Callum Hopkins is a designer and front-end developer with over 6 years web experience and a Bachelors degree in Design for Digital Media. With knowledge in both design and development, he is able to influence both sides of the web building process. Callum has a love for complex coding functions and beautiful design. He runs his own personal blog at where he writes thought-provoking articles.

Callum's articles

  1. The MVC Pattern and PHP, Part 2

    This entry is part 2 of 2 in the series The MVC Pattern and PHP

    The MVC pattern is built on the basis of keeping the presentation of data separate from the methods that interact with the data, and has been adapted and is widely used by web developers due to its emphasis on separation of concerns. In second part of this two-part series on MVC, you’ll see some of the choices one must face when trying to create a true MVC application on the web.

  2. The MVC Pattern and PHP, Part 1

    This entry is part 1 of 2 in the series The MVC Pattern and PHP

    This two-part series discusses the Model-View-Control (MVC) pattern, originally formulated in the late 1970s. The architecture pattern is built on the basis of keeping the presentation of data separate from the methods that interact with the data, and has been adapted and is widely used by web developers due to its emphasis on separation of concerns. In this part, learn the basic principles of MVC and see an example of MVC in PHP.

  3. PHP Traits: Good or Bad?

    Traits have been generally accepted by the PHP development community, mainly because it’s a feature that exists in other programming languages like Java, C++, and Python. The benefits of have been widely touted, with developers giving their own two cents on how traits can serve as a replacement for OOP inheritance. But are traits a feature which will help raise the level of PHP development, or are they just a fad?

  4. PHPMaster: A Tour of PHP.INI

    Anyone who has a server using PHP has undoubtedly heard of php.ini – it’s the configuration file used to control and customize PHP’s run-time behavior. It provides a simple way to configure settings for such things as: Upload Directories Log Errors Maximum Script execution time File Upload limit … and so much more. php.ini is the first file PHP looks for when starting up, because of the importance of the configuration directives it sets. However if you make changes to your php.ini , it will requires a server reboot before the changes take effect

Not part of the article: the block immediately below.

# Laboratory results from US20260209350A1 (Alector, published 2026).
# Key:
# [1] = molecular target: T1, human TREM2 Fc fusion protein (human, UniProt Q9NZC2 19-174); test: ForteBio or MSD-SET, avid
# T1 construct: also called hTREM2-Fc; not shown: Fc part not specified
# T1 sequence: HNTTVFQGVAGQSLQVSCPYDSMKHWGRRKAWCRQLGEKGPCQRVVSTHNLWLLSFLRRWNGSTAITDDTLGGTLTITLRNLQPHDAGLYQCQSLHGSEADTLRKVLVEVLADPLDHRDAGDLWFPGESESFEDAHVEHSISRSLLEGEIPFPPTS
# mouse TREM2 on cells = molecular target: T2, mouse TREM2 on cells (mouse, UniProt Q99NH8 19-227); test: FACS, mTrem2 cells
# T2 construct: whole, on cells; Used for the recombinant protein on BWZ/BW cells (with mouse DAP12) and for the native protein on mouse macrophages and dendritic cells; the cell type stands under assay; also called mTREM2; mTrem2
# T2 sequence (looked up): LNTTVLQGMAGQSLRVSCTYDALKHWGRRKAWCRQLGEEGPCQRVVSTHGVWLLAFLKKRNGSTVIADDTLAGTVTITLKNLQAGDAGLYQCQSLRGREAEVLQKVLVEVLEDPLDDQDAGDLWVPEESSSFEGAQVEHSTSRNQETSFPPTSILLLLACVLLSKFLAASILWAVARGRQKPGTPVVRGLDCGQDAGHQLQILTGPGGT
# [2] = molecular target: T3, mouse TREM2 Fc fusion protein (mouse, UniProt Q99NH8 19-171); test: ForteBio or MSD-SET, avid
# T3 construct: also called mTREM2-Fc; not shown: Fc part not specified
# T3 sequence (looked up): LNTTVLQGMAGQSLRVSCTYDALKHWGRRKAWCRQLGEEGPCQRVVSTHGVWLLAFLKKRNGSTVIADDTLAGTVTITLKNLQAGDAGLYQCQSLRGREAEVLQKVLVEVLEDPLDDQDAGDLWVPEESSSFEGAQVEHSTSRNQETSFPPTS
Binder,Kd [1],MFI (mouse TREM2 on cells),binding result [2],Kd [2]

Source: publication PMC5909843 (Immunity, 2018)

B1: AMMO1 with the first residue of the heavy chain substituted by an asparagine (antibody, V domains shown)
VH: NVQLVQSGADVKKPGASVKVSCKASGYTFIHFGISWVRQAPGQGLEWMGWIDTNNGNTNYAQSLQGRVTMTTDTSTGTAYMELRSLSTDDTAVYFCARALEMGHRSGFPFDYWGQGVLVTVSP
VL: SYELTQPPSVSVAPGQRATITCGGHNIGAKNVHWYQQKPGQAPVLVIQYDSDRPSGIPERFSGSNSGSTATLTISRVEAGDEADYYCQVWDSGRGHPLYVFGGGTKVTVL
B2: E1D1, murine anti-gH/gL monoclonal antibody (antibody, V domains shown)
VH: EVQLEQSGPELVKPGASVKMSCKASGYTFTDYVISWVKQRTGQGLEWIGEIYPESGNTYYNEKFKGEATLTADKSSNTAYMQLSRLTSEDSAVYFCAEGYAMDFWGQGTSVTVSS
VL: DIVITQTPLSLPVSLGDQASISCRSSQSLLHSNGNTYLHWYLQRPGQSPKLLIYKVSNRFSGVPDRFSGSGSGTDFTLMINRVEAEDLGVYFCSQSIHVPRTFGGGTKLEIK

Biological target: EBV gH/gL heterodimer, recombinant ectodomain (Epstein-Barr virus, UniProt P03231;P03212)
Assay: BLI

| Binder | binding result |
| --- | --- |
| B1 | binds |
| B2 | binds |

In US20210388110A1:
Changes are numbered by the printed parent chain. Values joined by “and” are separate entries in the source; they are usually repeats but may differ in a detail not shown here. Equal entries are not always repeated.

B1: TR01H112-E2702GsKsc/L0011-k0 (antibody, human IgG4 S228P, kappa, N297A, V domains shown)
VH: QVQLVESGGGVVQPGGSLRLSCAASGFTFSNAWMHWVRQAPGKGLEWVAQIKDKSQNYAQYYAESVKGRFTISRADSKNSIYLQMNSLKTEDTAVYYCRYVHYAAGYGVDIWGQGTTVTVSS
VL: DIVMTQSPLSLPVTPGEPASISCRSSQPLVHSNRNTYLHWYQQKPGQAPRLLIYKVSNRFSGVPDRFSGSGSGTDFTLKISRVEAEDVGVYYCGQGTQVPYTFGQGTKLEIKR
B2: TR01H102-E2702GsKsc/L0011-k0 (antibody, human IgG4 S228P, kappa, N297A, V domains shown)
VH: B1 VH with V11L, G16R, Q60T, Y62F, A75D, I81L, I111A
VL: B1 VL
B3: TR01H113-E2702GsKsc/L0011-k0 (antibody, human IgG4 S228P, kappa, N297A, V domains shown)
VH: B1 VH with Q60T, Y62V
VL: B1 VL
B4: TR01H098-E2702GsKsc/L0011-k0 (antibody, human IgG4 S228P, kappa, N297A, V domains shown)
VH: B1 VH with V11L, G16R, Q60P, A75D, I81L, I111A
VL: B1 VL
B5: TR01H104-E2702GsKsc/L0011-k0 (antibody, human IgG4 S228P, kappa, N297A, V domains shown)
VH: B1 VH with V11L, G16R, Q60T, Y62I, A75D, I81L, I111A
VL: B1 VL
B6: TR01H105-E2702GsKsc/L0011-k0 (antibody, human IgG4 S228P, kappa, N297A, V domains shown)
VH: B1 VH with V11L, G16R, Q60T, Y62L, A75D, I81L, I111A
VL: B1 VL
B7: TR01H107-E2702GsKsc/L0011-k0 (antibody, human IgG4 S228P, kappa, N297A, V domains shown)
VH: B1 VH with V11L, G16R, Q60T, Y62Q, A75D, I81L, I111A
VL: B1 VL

5. A Tour of PHP.INI

    Anyone who has a server using PHP has undoubtedly heard of the php.ini file – it’s the configuration file used to control and customize PHP’s run-time behavior. In this article you’ll learn about some of the more important settings in it you might want to tweak.

  6. PHPMaster: A Tour of PHP.INI

    Anyone who has a server using PHP has undoubtedly heard of php.ini – it’s the configuration file used to control and customize PHP’s run-time behavior. It provides a simple way to configure settings for such things as: Upload Directories Log Errors Maximum Script execution time File Upload limit … and so much more. php.ini is the first file PHP looks for when starting up because of the importance of the configuration directives it sets.

  7. PHPMaster: PHP Sessions

    $_SESSION is a special array used to store information across the page requests a user makes during his visit to your website or web application. The most fundamental way to explain what a sessions is like is to imagine the following scenario: You are working with an application. You open it, make some changes, and then you close it. That is a session in it’s simplest form.

  8. PHP Sessions

    A session is the logical link between page requests made by the same user during his visit. In this article, Callum gives you the low down on using sessions in PHP – how to create them, how to destroy them, and how to make sure they remain secure.

  9. DesignFestival: An Introduction to Grids in Web Design

    “A two-dimensional structure made up of a series of intersecting vertical and horizontal axes used to structure content. The grid serves as an armature on which a designer can organize text and images in a rational, easy to absorb manner.” — Wikipedia The grid is an invisible structure that collects all the elements within a web page together. Grids are never properly visible, however traces of the grids’ “discipline” can be seen by the placement of elements within a web page. The grid also dictates the size of such design elements as widths of column texts, repeated placement of elements, padding around imagery, word spacing, line height, etc

  10. DesignFestival: An Introduction to Grids in Web Design

    “A two-dimensional structure made up of a series of intersecting vertical and horizontal axes used to structure content. The grid serves as an armature on which a designer can organize text and images in a rational, easy to absorb manner.” — Wikipedia The grid is an invisible structure that collects all the elements within a web page together. Grids are never properly visible, however traces of the grids’ “discipline” can be seen by the placement of elements within a web page. The grid also dictates the size of such design elements as widths of column texts, repeated placement of elements, padding around imagery, word spacing, line height, etc